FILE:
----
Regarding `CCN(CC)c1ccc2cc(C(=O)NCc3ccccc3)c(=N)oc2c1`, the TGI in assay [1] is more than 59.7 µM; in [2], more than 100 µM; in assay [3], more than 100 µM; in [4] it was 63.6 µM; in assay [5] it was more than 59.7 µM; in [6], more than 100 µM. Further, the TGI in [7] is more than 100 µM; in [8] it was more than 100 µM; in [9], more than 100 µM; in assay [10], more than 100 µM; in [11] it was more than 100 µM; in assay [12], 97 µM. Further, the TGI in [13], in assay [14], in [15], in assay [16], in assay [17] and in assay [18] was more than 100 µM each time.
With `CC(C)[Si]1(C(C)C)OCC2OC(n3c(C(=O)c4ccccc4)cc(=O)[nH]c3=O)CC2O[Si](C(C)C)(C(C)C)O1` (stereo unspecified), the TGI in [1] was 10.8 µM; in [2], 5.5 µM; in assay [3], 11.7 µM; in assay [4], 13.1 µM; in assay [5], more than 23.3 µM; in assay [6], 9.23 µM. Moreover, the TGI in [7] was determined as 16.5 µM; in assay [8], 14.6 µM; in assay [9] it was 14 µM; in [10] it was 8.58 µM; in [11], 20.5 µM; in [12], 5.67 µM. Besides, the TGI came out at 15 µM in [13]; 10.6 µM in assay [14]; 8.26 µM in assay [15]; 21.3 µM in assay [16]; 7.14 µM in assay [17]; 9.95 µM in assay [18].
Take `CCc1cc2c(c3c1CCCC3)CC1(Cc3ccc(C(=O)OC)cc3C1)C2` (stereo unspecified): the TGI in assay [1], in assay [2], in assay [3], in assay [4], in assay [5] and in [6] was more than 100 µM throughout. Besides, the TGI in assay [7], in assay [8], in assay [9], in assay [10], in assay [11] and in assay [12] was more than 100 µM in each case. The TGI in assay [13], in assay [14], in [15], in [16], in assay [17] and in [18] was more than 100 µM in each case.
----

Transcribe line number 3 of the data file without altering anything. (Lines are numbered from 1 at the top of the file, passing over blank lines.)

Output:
Take `CCc1cc2c(c3c1CCCC3)CC1(Cc3ccc(C(=O)OC)cc3C1)C2` (stereo unspecified): the TGI in assay [1], in assay [2], in assay [3], in assay [4], in assay [5] and in [6] was more than 100 µM throughout. Besides, the TGI in assay [7], in assay [8], in assay [9], in assay [10], in assay [11] and in assay [12] was more than 100 µM in each case. The TGI in assay [13], in assay [14], in [15], in [16], in assay [17] and in [18] was more than 100 µM in each case.